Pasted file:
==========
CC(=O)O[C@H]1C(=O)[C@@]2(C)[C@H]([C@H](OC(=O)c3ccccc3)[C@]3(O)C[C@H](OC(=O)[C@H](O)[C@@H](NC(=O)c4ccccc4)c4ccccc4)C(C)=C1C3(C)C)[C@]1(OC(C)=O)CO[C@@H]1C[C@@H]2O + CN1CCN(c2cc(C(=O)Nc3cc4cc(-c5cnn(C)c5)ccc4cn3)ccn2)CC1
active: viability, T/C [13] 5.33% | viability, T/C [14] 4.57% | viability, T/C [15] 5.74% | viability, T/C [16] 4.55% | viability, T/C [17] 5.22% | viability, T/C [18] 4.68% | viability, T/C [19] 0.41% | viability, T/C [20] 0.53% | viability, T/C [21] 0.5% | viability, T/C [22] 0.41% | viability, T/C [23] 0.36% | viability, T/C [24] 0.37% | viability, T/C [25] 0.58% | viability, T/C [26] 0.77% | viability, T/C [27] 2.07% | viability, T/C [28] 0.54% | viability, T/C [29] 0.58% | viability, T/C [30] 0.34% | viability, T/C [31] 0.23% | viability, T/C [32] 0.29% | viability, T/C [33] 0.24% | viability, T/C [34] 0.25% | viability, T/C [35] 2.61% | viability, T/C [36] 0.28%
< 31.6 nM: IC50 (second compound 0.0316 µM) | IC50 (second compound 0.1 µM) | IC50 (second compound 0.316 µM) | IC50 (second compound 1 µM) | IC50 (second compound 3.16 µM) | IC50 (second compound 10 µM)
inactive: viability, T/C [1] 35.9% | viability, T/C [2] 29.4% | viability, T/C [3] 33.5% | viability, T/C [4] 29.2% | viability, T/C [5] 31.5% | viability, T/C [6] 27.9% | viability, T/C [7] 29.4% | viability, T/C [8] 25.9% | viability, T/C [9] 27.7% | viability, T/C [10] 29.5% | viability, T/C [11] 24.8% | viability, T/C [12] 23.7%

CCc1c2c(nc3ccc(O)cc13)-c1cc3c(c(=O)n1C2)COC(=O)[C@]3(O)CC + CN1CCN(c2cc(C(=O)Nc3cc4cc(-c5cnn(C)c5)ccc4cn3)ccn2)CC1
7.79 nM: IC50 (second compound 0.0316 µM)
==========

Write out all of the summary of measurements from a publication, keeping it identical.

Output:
CC(=O)O[C@H]1C(=O)[C@@]2(C)[C@H]([C@H](OC(=O)c3ccccc3)[C@]3(O)C[C@H](OC(=O)[C@H](O)[C@@H](NC(=O)c4ccccc4)c4ccccc4)C(C)=C1C3(C)C)[C@]1(OC(C)=O)CO[C@@H]1C[C@@H]2O + CN1CCN(c2cc(C(=O)Nc3cc4cc(-c5cnn(C)c5)ccc4cn3)ccn2)CC1
active: viability, T/C [13] 5.33% | viability, T/C [14] 4.57% | viability, T/C [15] 5.74% | viability, T/C [16] 4.55% | viability, T/C [17] 5.22% | viability, T/C [18] 4.68% | viability, T/C [19] 0.41% | viability, T/C [20] 0.53% | viability, T/C [21] 0.5% | viability, T/C [22] 0.41% | viability, T/C [23] 0.36% | viability, T/C [24] 0.37% | viability, T/C [25] 0.58% | viability, T/C [26] 0.77% | viability, T/C [27] 2.07% | viability, T/C [28] 0.54% | viability, T/C [29] 0.58% | viability, T/C [30] 0.34% | viability, T/C [31] 0.23% | viability, T/C [32] 0.29% | viability, T/C [33] 0.24% | viability, T/C [34] 0.25% | viability, T/C [35] 2.61% | viability, T/C [36] 0.28%
< 31.6 nM: IC50 (second compound 0.0316 µM) | IC50 (second compound 0.1 µM) | IC50 (second compound 0.316 µM) | IC50 (second compound 1 µM) | IC50 (second compound 3.16 µM) | IC50 (second compound 10 µM)
inactive: viability, T/C [1] 35.9% | viability, T/C [2] 29.4% | viability, T/C [3] 33.5% | viability, T/C [4] 29.2% | viability, T/C [5] 31.5% | viability, T/C [6] 27.9% | viability, T/C [7] 29.4% | viability, T/C [8] 25.9% | viability, T/C [9] 27.7% | viability, T/C [10] 29.5% | viability, T/C [11] 24.8% | viability, T/C [12] 23.7%

CCc1c2c(nc3ccc(O)cc13)-c1cc3c(c(=O)n1C2)COC(=O)[C@]3(O)CC + CN1CCN(c2cc(C(=O)Nc3cc4cc(-c5cnn(C)c5)ccc4cn3)ccn2)CC1
7.79 nM: IC50 (second compound 0.0316 µM)